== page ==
What is driving much of the equity volatility in the first half of 2022? Market participants are trying to figure out if the US Federal Reserve can engineer a “soft landing” of its planned interest rate hiking cycle without throwing the economy into recession. There are some big name firms with wildly opposing views – some say that recession is unavoidable; others say the Fed can still fight inflation without economic contraction. And, yes, there are some other exogenous events such as supply chain challenges, the war in Ukraine, China’s Covid policies and others that can add fuel to the recession fire. Looking ahead, though, there are (at least) three economic scenarios that will impact future equity market performance in different ways.
The first and “rosiest” scenario is one in which the Fed is indeed able to thread the needle and engineer a soft landing and avoid a recession. With unemployment rates low and economic activity high, this scenario has a reasonable chance of playing out. Under this regime, equities likely stabilize and begin their long-term trend upward faster than the next two scenarios.
The second scenario that could play out is a deflationary recession in which monetary tightening works to reduce prices but demand and growth decrease. Data suggests that a recession will be hard to avoid. Over the past 70 years, every time inflation has exceeded 4% while unemployment has been below 5%, the U.S. economy has gone into a recession within two years. Today, inflation is at 8.3% and unemployment is at 3.6%. In this case, equities likely have further to fall because earnings get dragged down, assuming PE ratios stay in line with long-term averages.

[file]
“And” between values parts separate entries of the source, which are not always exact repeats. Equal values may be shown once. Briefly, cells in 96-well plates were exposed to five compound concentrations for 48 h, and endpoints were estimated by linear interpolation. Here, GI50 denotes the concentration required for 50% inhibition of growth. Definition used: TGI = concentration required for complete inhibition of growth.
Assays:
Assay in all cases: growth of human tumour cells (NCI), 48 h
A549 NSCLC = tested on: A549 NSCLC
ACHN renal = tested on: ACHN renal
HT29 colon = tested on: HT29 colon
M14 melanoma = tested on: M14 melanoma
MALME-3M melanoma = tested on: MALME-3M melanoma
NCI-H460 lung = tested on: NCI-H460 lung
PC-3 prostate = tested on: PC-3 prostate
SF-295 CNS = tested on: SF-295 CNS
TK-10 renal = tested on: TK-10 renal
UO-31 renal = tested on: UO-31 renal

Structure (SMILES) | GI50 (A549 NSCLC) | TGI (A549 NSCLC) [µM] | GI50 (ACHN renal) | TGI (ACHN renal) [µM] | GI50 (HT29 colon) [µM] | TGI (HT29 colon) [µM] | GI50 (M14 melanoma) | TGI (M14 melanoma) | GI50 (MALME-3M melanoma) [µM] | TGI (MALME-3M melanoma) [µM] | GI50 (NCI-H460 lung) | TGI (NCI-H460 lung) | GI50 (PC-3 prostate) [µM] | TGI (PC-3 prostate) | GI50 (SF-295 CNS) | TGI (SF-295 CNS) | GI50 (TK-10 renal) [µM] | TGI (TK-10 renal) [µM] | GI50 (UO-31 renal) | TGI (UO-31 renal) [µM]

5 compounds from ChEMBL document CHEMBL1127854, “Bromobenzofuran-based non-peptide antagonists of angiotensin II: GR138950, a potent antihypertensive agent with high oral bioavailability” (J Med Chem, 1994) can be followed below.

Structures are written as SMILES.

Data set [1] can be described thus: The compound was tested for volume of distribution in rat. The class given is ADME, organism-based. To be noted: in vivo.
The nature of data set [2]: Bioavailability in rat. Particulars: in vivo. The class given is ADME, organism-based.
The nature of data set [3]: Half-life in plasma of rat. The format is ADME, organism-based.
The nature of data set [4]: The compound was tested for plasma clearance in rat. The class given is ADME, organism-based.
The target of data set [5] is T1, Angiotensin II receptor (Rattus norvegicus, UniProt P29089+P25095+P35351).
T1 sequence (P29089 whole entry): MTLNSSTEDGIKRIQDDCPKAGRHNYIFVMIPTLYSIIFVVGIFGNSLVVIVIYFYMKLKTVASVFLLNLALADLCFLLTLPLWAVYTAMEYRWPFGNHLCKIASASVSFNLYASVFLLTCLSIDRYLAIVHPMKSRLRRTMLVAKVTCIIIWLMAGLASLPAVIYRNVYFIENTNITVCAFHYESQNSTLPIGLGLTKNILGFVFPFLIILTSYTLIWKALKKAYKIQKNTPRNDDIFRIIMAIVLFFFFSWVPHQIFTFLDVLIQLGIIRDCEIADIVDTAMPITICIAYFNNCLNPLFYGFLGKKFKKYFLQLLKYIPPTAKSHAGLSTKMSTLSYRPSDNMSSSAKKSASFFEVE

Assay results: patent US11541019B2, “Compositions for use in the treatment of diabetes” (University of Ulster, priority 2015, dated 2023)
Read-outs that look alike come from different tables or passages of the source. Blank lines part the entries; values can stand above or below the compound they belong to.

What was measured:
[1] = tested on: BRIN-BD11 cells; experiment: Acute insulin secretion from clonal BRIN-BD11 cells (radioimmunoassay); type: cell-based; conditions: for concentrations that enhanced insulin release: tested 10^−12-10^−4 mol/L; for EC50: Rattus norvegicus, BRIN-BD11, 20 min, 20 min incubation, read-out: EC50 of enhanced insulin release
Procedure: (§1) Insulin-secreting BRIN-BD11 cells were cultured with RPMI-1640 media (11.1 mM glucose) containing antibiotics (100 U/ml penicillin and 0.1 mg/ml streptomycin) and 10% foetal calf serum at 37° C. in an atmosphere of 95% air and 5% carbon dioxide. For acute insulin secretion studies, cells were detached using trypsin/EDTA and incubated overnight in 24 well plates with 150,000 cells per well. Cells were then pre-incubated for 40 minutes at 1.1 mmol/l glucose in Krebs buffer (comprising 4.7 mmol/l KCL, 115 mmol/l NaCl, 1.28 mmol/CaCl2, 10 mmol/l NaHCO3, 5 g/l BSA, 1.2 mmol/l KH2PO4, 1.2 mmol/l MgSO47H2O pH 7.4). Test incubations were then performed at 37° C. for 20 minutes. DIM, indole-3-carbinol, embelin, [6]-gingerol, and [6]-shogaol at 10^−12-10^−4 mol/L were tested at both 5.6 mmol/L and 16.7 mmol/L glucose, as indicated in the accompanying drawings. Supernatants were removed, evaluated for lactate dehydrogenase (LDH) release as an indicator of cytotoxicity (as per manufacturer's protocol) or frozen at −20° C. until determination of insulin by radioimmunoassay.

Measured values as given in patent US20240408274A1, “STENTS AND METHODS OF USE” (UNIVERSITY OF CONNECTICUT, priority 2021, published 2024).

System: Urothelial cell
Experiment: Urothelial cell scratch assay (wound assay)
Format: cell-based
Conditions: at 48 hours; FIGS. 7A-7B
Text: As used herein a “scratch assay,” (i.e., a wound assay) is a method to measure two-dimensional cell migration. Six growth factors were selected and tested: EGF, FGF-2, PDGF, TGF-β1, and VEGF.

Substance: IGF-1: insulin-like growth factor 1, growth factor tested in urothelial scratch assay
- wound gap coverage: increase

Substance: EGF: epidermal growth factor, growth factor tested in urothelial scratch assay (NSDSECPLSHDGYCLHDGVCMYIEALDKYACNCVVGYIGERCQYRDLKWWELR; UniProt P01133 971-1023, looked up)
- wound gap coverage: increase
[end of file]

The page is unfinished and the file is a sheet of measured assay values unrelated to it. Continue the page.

The final scenario is an inflationary recession, also known as stagflation. While this is probably the least likely of the three scenarios presented here, it is one that could do the most damage to equities and the one that most market participants are not preparing for. If we return to that 1970’s style economic period, there could be a material contraction in PE ratios. From 1973 to 1982, the price-to-earnings ratio fell from 18x to 11x, resulting in a negative 2% annualized real return during that stagflation time period. Interestingly, commodities fell a cumulative 40% over the period due to a sluggish economy. What did create value during that period was real estate. REITS returned 13% gross of inflation, and 4% net because rental income was passed through to investors. Gold was very volatile during that period but did earn a 9% real return.
We do not know (no one knows) which scenario will play out. However, in the event a stagflation period emerges, investors have the opportunity now to prepare. Many client portfolios have built in gains and selling will trigger taxes leaving less flexibility. But if one has the opportunity to allocate to assets that can protect during a stagflation environment, it indeed may be a good time to do so. We will keep you informed as data is released and these (or other) scenarios emerge.